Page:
A ghost resort blooms again

Remains of shuttered barns and buildings give visitors the impression of being in a ghost town.

Thursday April 19, 2012

MOUNT WASHINGTON -- Jug End Reservation is making a full circle, back to a time before the Dutch settled the area and named it Guilder Hollow. Its namesake was Mr. Van Guilder who, in 1740, purchased the land from the Mohicans.

Today many of the buildings, except the barn, remain boarded and in ruins. The rest of the 1,158 acre property, now under the stewardship of both the Massachusetts Departments of Conservation and Recreation and Fisheries and Wildlife, is returning to nature.

Since the time when Mr. Van Guilder owned the property it has been the site of the early settlement, a boy's school, and more recently Jug End Barn Resort. The resort got its name from the German word "Jugend," meaning youth. During its heyday, the resort was a mecca for singles, beginning in the 1930s and lasting about 40 years.

Gone are the days of snowy sleigh rides and skiing, tennis and swimming, and evenings of dancing and socializing. Skiing was at first a hike-up -- then later rope tows and a T-bar made it easier on the enthusiasts, who could ski down the trails of Mount Sterling. As a ski area, it had six slopes and a 350-foot vertical drop.

Today the property is one of the most scenic areas in the Berkshires, with large expanses of open fields and mixed woodlands, even with the signs of its past development scattered throughout.

The easy two mile Loop Trail, more a path, begins at the far end of the parking lot, where a Kiosk will provide local information and a trail map. Look for the concrete footing of the former silo, once part of a large cattle barn that was built in 1928, and converted in 1935 to a hotel that became the focal point of the resort.

You will notice cultivated and invasive plants including Japanese barberry that have spread and are joined by Oriental bittersweet and multiflora rose.

When I visited with David and Lucy St. James, forsythia was in full blossom. After passing the barn, the path then loops around Fenton Brook, and in wetter wooded places it passes by trillium and jack-in-the pulpit, two species that will soon be flowering. The shadbush on the hillsides are also ready to bloom, and the various fruit trees scattered about. And when the blackberries are ripe, I'll be back.

A short climb will then bring you to an open knoll and an old wood road. Turn right and follow the triangular blue blazes (markers). Look for sugar maples, ash and cherry covering your path, and below to the right across the field you will easily notice a perfectly straight stone wall; in an earlier time, the resort's swimming pool was beyond the wall. Look out for fruit trees, especially a small orchard bordering the field to your left.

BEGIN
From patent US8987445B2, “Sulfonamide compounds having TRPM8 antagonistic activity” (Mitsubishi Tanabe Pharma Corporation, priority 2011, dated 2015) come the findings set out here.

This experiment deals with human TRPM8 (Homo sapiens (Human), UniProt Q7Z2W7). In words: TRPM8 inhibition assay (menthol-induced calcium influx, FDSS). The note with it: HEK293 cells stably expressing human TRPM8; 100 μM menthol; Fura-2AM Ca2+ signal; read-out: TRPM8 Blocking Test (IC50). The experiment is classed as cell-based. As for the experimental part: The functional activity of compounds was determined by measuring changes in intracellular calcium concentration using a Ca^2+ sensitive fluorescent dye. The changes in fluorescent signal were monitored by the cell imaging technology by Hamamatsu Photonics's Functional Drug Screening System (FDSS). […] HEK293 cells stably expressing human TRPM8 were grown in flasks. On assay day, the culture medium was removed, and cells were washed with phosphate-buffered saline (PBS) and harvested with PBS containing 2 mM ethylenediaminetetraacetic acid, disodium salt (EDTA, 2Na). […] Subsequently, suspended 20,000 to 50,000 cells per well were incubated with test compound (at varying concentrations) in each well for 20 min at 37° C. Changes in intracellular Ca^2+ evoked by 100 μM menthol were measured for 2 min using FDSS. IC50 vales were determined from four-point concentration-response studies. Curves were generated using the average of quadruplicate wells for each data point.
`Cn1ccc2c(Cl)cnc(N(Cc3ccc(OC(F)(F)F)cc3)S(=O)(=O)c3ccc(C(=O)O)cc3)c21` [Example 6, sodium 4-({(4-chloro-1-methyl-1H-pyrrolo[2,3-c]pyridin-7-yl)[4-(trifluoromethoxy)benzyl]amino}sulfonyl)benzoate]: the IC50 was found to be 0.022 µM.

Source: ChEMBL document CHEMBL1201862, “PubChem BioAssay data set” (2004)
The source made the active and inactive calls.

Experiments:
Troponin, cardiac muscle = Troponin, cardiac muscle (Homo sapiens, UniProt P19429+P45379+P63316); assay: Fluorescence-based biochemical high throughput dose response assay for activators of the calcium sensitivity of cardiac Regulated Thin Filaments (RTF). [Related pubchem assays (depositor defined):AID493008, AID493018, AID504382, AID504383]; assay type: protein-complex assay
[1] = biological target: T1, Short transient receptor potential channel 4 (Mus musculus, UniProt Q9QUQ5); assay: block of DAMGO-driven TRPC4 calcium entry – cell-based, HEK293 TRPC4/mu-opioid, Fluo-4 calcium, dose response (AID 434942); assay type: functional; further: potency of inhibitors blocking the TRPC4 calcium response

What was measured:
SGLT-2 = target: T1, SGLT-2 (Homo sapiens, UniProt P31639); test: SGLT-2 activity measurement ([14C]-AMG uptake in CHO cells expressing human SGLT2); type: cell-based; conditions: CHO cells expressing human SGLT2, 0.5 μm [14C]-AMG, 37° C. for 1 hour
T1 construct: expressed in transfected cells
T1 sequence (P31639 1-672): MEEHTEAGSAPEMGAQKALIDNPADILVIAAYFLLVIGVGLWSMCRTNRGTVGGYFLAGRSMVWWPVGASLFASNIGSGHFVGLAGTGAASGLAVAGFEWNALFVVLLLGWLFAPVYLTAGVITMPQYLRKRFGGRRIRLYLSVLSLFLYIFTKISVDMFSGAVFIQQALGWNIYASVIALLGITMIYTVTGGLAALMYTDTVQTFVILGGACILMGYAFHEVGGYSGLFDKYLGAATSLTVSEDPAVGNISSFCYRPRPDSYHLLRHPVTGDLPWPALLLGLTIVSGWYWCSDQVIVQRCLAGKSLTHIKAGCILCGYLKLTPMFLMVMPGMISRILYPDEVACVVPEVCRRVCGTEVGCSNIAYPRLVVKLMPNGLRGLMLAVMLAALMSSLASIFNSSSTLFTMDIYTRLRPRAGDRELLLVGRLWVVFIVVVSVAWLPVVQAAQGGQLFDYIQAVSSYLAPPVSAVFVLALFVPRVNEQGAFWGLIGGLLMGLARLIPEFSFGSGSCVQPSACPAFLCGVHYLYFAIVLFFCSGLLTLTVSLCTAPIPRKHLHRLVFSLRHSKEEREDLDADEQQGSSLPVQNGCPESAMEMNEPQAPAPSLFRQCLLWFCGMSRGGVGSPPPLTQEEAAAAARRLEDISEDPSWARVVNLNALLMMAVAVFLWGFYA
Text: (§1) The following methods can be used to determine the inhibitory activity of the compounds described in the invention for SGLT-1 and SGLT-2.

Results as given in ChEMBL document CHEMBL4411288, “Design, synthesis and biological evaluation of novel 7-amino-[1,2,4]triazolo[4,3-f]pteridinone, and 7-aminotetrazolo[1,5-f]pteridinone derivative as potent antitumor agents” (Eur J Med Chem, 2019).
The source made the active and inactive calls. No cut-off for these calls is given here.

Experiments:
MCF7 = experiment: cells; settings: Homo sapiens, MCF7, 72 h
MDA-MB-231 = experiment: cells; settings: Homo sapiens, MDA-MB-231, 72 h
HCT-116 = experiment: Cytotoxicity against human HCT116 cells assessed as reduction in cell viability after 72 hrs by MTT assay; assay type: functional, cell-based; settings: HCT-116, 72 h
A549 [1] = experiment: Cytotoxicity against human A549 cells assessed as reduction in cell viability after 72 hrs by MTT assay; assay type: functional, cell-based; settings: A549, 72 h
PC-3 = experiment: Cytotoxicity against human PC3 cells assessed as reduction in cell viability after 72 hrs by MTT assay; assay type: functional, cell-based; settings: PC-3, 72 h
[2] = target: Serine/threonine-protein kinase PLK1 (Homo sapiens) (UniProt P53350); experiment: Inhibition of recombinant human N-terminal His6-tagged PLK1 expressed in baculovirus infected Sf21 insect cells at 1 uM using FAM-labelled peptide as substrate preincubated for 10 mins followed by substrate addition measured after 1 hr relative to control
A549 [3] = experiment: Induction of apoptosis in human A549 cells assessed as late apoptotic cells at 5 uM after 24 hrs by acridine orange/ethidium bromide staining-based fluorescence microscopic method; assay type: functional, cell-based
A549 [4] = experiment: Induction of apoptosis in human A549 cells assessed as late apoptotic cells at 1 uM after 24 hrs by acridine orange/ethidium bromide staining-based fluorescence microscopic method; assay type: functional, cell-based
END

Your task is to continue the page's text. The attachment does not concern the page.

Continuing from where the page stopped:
Continue on the trail and cross Fenton Brook. The path soon skirts planted spruce trees and continues through woods and across mowed fields. Throug the summer you will find some fields that are full of wildflowers; management alternates mowing.

Along this path, you have the opportunity to look up for striking views of some fine Berkshire mountains, the nort hernmost being Mount Whit beck, and to the south (left) Mount Sterling and Mtount Derby. You might take a detour and climb up the remnants of the ski trails for a look at the hollow.

And do not be surprised as you walk along, even in a hemlock thicket, to stumble upon a stone fireplace, yet another remnant of the resort. There are even stone walls from 18th century sheep farming.

During the spring and summer months, Jug End is also a mecca for songbirds, during migration and nesting.

And in winter, snow-shoeing and cross-country skiing are common activities enjoyed by visitors. During hunting season remember that Jug End is also a wildlife management area and that hunting is allowed.

We couldn't help but explore the remains of the resort, which include cottages, stables, smaller barns, and fountains -- we saw them all from the gravel road, of course.

What: Jug End Reservation

Where: Jug End Road,

Mount Washington

Directions: From Route 7 south, follow Route 23 west into South Egremont.

Turn left onto Route 41

at Mill Pond, then take an immediate right onto Mount Washington Road.

Drive just over a mile and

a half and take a left

onto Jug End Road.

About half a mile down, turn right to large parking area.

When: The area is open from sunrise to sunset.

Admission: Free